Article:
This political season, some still asking an old musical question

Pop Music

October 31, 2004|By Geoff Boucher | Geoff Boucher,LOS ANGELES TIMES

It has been a political season of the most intense order, and rock acts have been dusting off message tunes. One of the songs enjoying revival is Nick Lowe's "(What's So Funny 'Bout) Peace, Love and Understanding?"

Bruce Springsteen, R.E.M., Jackson Browne, John Fogerty, Bright Eyes, Audioslave, Tim Robbins (in "Bob Roberts" mode) and, of course, Elvis Costello are among the artists who pointedly have performed the song over the last year. Lowe's song was popularized by Costello in 1979 - a rowdy version that the Dixie Chicks took to piping in for fans as pre-show politicking on their last arena tour.

Lowe, off tour, has watched with fascination from his garden in Brentford, Middlesex, near London.

"I'm rather schizophrenic about it. The Mercedes-Benz-driving, mortgage-paying, middle-aged songwriter that I've become is very, very pleased about the royalties. But the young hippie who wrote it still sincerely, fervently hopes that some day the song will be so redundant that no one sings it."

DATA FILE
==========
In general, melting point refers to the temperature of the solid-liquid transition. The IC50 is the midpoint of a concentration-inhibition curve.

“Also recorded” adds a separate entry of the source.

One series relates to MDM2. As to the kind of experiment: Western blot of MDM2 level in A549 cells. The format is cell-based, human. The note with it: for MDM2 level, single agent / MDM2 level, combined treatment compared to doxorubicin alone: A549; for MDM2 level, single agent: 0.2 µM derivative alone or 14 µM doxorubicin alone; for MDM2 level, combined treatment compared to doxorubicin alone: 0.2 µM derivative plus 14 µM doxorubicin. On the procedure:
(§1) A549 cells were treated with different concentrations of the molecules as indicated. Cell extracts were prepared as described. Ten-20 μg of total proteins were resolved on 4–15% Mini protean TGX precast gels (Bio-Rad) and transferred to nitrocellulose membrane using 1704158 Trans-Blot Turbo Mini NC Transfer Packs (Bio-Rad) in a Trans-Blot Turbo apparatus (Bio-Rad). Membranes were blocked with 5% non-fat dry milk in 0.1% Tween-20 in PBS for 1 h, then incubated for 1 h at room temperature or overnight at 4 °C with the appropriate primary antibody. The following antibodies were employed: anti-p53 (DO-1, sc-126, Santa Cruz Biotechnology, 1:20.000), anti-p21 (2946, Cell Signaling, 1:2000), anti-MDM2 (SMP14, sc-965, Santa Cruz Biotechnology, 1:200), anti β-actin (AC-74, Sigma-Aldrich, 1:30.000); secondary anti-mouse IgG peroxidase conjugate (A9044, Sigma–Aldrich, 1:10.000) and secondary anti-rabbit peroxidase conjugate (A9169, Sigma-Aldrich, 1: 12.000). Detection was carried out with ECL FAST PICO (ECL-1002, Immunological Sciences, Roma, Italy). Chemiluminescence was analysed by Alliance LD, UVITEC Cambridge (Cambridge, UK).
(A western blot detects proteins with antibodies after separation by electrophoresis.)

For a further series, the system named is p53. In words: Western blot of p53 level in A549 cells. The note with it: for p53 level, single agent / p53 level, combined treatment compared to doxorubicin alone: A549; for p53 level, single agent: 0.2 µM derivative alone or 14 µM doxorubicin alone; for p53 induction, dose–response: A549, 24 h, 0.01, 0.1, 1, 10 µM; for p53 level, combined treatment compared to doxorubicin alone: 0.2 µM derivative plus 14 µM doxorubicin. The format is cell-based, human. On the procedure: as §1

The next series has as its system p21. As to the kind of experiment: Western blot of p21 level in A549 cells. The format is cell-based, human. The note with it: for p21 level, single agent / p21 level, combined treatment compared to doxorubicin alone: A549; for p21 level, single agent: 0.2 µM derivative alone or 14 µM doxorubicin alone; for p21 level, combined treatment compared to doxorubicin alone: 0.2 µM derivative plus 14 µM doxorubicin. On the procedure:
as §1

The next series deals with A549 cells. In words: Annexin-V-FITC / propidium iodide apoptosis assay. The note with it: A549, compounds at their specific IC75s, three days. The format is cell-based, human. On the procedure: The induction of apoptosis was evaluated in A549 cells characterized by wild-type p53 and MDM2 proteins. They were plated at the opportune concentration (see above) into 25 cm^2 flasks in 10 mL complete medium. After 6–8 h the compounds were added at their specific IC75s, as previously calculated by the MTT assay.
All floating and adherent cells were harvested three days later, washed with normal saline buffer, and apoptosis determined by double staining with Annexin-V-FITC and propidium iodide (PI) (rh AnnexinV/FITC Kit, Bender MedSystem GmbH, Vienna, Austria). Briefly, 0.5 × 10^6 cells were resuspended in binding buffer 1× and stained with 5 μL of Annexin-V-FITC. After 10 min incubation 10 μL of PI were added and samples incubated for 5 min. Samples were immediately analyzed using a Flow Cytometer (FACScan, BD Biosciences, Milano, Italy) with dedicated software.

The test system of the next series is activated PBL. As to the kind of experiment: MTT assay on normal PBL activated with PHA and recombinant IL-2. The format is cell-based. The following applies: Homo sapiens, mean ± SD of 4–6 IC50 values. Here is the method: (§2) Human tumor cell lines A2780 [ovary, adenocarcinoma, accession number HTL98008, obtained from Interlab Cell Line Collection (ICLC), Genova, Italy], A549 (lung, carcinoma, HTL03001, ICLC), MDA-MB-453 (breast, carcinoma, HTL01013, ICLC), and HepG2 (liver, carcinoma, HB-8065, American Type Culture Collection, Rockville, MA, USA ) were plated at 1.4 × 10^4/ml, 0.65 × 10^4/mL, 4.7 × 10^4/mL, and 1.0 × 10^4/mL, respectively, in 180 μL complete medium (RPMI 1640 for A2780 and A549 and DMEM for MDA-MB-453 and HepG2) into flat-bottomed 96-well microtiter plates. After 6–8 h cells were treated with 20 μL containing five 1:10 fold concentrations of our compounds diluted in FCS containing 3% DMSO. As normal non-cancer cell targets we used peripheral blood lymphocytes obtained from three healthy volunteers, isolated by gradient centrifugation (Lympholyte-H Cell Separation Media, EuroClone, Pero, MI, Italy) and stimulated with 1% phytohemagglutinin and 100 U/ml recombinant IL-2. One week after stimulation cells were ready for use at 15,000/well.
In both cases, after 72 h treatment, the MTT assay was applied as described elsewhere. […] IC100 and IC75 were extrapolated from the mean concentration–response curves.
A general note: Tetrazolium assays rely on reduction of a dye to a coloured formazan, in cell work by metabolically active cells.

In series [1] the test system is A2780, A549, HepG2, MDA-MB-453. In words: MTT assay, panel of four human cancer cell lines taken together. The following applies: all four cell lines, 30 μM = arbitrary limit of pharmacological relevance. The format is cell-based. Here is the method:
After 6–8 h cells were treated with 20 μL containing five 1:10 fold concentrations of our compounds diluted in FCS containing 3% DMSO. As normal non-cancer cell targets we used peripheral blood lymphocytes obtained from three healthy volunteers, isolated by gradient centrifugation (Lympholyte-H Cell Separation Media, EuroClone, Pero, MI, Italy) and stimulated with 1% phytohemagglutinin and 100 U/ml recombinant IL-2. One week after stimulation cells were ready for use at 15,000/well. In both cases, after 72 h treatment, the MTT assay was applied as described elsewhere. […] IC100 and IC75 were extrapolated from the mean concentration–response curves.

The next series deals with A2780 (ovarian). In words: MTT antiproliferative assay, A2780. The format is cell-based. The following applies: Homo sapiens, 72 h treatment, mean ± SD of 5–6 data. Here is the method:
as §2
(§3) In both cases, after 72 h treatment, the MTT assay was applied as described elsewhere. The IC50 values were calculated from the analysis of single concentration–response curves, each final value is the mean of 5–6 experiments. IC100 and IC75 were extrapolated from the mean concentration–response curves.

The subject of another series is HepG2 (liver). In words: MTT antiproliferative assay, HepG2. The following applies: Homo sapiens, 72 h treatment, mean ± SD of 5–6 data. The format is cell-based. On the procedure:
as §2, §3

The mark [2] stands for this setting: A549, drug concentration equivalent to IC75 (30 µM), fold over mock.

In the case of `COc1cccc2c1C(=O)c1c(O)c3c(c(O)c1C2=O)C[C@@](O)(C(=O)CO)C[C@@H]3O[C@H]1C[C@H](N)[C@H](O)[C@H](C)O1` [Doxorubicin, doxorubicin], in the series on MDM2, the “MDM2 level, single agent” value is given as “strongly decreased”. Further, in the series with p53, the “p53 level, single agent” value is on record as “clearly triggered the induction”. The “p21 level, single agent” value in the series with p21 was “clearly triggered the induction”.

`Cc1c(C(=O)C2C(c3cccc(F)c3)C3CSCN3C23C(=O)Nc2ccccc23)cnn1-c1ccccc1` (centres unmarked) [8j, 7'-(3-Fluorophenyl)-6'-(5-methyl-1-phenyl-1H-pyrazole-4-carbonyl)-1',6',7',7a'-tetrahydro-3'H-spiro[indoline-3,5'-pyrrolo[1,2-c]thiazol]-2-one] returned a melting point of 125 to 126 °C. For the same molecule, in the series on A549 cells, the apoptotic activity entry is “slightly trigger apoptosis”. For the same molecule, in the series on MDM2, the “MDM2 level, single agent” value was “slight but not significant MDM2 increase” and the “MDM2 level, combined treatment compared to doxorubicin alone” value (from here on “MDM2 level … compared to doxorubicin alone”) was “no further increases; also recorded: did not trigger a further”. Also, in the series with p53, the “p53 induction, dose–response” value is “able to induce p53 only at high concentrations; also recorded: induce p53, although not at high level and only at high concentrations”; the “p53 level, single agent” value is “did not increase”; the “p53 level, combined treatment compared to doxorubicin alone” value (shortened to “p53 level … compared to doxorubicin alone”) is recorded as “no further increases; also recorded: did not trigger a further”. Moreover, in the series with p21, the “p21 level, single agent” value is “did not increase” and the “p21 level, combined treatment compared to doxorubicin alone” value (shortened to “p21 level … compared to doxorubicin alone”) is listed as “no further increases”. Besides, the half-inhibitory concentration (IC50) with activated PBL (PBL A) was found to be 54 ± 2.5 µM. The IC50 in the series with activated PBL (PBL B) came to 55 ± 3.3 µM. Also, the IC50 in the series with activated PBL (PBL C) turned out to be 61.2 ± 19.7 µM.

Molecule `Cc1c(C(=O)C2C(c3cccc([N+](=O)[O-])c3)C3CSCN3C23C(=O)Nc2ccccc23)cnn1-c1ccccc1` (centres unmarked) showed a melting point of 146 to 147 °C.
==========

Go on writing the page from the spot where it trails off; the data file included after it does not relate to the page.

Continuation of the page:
The silver-haired Lowe, 54, has career credits as solo artist, Rockpile member and producer on Costello's early albums of acclaim.

The song begins:

As I walk through

This wicked world

Searching for light in the darkness of insanity

I ask myself "Is all hope lost?

Is there only pain and hatred, and misery?"

And each time I feel like this inside,

There's one thing I wanna know:

What's so funny `bout peace, love and understanding?

"I think it was the first actual original idea I ever had. I remember thinking that I had better be careful to keep it simple and not mess it up." Still, the song, Lowe said, was "forgotten by all" until Costello tapped it for the landmark album Armed Forces.

"He is the one that gave it an anthem quality, and it was one-take, all energy with his eyes bugging out when he sang it," Lowe said.

And Lowe's favorite version? "I was on tour in the States and someone handed me a tape. I can't remember what was written on it. It was a black choir from Harlem singing it a cappella. I remember unashamedly weeping - I was that moved. And I know nothing else about it."

The Los Angeles Times is a Tribune Publishing newspaper.

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